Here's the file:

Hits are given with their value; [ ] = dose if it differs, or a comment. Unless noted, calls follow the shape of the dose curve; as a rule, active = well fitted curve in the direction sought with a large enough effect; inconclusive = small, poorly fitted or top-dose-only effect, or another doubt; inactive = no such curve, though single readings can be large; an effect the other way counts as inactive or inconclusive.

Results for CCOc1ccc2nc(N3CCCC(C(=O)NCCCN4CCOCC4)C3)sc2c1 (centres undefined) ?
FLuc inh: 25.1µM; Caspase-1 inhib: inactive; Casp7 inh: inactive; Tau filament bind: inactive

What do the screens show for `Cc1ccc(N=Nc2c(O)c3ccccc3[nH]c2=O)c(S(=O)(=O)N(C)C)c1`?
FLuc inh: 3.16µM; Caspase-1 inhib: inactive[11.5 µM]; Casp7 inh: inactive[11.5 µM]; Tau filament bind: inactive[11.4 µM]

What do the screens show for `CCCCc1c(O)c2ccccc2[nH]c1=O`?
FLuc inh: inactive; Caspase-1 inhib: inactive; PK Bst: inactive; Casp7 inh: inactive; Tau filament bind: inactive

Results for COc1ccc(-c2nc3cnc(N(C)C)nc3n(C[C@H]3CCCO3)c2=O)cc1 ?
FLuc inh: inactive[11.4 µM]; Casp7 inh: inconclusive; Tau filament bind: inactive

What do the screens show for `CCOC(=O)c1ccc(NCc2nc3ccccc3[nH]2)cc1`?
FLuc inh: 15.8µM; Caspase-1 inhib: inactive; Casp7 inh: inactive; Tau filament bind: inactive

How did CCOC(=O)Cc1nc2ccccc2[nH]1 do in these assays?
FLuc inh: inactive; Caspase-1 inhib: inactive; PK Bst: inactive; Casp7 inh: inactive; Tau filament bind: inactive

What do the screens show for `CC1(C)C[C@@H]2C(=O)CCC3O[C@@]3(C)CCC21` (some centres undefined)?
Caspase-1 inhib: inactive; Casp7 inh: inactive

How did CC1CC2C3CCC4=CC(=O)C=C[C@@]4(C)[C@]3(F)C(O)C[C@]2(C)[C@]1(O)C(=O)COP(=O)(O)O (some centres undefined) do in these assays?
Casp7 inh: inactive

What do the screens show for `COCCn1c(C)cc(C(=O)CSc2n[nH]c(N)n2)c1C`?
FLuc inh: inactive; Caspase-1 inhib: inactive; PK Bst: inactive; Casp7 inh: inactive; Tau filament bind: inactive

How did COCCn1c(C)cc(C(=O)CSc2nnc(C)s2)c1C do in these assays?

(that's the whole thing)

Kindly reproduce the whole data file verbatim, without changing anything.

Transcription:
Hits are given with their value; [ ] = dose if it differs, or a comment. Unless noted, calls follow the shape of the dose curve; as a rule, active = well fitted curve in the direction sought with a large enough effect; inconclusive = small, poorly fitted or top-dose-only effect, or another doubt; inactive = no such curve, though single readings can be large; an effect the other way counts as inactive or inconclusive.

Results for CCOc1ccc2nc(N3CCCC(C(=O)NCCCN4CCOCC4)C3)sc2c1 (centres undefined) ?
FLuc inh: 25.1µM; Caspase-1 inhib: inactive; Casp7 inh: inactive; Tau filament bind: inactive

What do the screens show for `Cc1ccc(N=Nc2c(O)c3ccccc3[nH]c2=O)c(S(=O)(=O)N(C)C)c1`?
FLuc inh: 3.16µM; Caspase-1 inhib: inactive[11.5 µM]; Casp7 inh: inactive[11.5 µM]; Tau filament bind: inactive[11.4 µM]

What do the screens show for `CCCCc1c(O)c2ccccc2[nH]c1=O`?
FLuc inh: inactive; Caspase-1 inhib: inactive; PK Bst: inactive; Casp7 inh: inactive; Tau filament bind: inactive

Results for COc1ccc(-c2nc3cnc(N(C)C)nc3n(C[C@H]3CCCO3)c2=O)cc1 ?
FLuc inh: inactive[11.4 µM]; Casp7 inh: inconclusive; Tau filament bind: inactive

What do the screens show for `CCOC(=O)c1ccc(NCc2nc3ccccc3[nH]2)cc1`?
FLuc inh: 15.8µM; Caspase-1 inhib: inactive; Casp7 inh: inactive; Tau filament bind: inactive

How did CCOC(=O)Cc1nc2ccccc2[nH]1 do in these assays?
FLuc inh: inactive; Caspase-1 inhib: inactive; PK Bst: inactive; Casp7 inh: inactive; Tau filament bind: inactive

What do the screens show for `CC1(C)C[C@@H]2C(=O)CCC3O[C@@]3(C)CCC21` (some centres undefined)?
Caspase-1 inhib: inactive; Casp7 inh: inactive

How did CC1CC2C3CCC4=CC(=O)C=C[C@@]4(C)[C@]3(F)C(O)C[C@]2(C)[C@]1(O)C(=O)COP(=O)(O)O (some centres undefined) do in these assays?
Casp7 inh: inactive

What do the screens show for `COCCn1c(C)cc(C(=O)CSc2n[nH]c(N)n2)c1C`?
FLuc inh: inactive; Caspase-1 inhib: inactive; PK Bst: inactive; Casp7 inh: inactive; Tau filament bind: inactive

How did COCCn1c(C)cc(C(=O)CSc2nnc(C)s2)c1C do in these assays?